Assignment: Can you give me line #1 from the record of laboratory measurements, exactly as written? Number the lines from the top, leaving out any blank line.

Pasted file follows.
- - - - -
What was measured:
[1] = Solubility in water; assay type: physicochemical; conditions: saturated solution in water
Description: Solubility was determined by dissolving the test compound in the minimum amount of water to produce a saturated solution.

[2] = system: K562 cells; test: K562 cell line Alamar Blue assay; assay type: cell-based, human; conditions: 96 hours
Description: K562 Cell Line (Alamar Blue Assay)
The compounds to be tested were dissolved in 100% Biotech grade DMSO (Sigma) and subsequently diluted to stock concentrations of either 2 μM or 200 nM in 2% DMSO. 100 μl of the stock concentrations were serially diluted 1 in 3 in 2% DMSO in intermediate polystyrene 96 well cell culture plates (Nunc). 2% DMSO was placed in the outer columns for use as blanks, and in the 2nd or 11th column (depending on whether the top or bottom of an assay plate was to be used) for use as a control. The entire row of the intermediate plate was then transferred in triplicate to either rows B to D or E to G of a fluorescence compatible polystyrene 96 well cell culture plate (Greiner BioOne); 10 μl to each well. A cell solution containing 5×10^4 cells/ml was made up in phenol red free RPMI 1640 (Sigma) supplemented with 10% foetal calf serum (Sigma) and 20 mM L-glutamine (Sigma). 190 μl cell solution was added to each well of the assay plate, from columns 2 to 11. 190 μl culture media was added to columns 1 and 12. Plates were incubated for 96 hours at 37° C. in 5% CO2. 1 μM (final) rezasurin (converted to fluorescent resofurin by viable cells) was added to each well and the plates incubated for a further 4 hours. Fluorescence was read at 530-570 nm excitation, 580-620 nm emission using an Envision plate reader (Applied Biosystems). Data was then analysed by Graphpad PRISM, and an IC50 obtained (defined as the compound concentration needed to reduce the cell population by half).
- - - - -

What was measured: